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DirecTV HR10-250 HD DVR Print E-mail
Monday, 01 November 2004
Article Index
DirecTV HR10-250 HD DVR
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ImageIn a recent poll conducted as a part of an Audio Video Revolution sweepstakes, a question was asked to the nearly 20,000 respondents as to what AV product they are planning on buying next within the next six months. We asked a very similar question in 2003: for a resounding majority, the answer was an HDTV set. In 2004, the most likely purchase was an HD-DVR (or TiVo). This new AV component category led all others, including HD sets themselves, with 28 percent of our readers saying this would be their next purchase.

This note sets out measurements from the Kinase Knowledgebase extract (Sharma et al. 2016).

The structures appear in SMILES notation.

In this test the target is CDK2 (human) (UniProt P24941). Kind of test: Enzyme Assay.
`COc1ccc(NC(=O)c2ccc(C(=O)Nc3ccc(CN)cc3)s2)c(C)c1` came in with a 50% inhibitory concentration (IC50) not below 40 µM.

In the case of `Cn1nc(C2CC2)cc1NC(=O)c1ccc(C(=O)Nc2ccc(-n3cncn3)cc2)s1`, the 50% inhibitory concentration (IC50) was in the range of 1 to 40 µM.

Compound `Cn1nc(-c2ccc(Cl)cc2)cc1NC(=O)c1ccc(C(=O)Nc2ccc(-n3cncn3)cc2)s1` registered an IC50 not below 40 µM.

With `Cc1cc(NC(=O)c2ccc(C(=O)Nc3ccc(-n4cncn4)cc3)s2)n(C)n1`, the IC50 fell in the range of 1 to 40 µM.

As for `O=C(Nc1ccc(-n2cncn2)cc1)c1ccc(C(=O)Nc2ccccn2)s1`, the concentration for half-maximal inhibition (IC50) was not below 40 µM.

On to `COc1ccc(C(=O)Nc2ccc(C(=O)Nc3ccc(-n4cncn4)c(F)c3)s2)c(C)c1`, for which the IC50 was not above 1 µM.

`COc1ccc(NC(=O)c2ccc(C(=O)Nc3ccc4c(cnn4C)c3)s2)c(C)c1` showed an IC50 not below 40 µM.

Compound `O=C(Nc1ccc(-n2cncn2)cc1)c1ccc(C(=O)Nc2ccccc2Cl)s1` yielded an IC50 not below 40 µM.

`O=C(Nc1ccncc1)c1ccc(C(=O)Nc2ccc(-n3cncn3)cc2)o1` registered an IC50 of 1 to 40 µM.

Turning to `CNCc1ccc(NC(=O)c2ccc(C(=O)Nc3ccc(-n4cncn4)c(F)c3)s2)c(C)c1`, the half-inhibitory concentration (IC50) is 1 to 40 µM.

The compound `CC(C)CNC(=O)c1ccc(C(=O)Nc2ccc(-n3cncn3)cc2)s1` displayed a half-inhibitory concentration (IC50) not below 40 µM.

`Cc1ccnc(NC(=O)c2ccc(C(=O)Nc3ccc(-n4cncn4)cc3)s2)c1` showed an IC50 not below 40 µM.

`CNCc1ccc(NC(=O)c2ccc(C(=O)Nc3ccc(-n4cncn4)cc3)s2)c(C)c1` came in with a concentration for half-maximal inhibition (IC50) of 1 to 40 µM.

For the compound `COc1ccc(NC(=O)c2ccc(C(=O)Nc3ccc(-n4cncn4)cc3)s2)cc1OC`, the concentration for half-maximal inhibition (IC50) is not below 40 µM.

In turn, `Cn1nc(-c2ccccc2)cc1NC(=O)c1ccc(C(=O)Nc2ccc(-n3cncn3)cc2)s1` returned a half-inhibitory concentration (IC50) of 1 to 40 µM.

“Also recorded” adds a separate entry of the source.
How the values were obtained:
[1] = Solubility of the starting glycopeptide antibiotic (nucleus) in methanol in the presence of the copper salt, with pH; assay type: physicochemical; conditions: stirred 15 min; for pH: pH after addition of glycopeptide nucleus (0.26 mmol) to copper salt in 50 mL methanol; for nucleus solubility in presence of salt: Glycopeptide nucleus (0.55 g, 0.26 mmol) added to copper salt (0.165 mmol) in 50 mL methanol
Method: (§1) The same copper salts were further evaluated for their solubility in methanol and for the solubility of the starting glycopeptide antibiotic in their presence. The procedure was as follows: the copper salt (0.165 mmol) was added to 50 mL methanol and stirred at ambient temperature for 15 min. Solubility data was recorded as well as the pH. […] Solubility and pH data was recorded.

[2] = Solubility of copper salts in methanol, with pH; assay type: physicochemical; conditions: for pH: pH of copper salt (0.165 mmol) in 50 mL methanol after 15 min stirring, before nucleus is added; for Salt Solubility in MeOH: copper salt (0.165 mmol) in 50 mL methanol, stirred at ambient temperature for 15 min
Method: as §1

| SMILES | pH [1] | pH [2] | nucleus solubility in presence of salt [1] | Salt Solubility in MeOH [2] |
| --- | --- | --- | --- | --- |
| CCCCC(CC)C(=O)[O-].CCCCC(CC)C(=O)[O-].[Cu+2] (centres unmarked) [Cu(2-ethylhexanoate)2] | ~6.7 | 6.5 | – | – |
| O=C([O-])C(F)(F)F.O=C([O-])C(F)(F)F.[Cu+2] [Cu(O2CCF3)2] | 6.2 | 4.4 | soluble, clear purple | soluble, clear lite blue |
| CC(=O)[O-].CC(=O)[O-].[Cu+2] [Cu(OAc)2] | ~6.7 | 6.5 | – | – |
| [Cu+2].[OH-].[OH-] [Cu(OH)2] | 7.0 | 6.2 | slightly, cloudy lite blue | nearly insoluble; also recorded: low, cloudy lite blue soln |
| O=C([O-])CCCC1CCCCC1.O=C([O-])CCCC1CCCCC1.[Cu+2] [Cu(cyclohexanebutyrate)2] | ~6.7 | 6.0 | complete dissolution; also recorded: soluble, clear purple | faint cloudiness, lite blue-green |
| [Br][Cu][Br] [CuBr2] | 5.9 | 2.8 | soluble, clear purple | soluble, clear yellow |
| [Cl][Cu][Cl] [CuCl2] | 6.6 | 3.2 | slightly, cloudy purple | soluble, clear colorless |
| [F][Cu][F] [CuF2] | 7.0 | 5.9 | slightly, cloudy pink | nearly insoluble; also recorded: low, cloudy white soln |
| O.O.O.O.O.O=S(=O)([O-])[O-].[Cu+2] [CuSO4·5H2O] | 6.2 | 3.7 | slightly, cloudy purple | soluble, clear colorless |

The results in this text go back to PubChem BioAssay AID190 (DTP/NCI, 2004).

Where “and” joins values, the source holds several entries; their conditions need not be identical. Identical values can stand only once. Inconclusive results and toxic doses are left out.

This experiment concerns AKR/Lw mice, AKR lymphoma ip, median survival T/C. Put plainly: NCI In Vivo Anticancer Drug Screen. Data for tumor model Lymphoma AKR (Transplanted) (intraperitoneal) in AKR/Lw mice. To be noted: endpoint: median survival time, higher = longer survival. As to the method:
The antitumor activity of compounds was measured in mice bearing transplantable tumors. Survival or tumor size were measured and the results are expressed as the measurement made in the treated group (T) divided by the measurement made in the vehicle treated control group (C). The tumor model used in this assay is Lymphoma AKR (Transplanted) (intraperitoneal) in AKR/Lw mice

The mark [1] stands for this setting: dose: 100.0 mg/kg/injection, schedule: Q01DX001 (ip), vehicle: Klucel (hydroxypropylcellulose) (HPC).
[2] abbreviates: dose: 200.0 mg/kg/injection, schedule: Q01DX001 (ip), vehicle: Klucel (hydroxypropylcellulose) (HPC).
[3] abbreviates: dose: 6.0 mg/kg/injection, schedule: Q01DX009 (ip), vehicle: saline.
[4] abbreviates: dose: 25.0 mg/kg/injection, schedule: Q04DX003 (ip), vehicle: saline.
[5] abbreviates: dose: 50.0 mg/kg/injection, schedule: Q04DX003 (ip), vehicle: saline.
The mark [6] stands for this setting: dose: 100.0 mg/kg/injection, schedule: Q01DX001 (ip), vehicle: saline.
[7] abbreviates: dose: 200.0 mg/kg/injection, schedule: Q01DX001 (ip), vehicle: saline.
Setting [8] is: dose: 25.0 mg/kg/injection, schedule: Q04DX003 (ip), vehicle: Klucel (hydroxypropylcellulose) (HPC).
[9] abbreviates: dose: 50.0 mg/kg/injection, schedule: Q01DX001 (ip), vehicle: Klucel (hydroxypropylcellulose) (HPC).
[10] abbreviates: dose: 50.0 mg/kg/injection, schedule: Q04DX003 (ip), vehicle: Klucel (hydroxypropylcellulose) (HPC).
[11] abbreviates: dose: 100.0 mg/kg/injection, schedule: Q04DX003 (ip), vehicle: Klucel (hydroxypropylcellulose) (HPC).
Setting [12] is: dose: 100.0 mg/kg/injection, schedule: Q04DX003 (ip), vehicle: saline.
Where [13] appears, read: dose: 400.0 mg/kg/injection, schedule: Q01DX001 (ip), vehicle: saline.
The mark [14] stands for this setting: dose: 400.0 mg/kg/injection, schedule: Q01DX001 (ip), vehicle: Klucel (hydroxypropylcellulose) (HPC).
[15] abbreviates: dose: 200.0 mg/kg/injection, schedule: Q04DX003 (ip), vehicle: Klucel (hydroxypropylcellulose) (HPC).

To say HD-DVR is a scorching hot new category of gear is to understate its importance. To not mention how bad and overpriced the category of HDTV tuners have been since the early adopters started dialing into HDTV would be to forget an important piece of recent AV history. Up until now, nearly every HDTV receiver has been practically pathetic in terms of ease of operation and ability to tune terrestrial stations, and this doesn’t even start to discuss the lack of ability to record HD programming.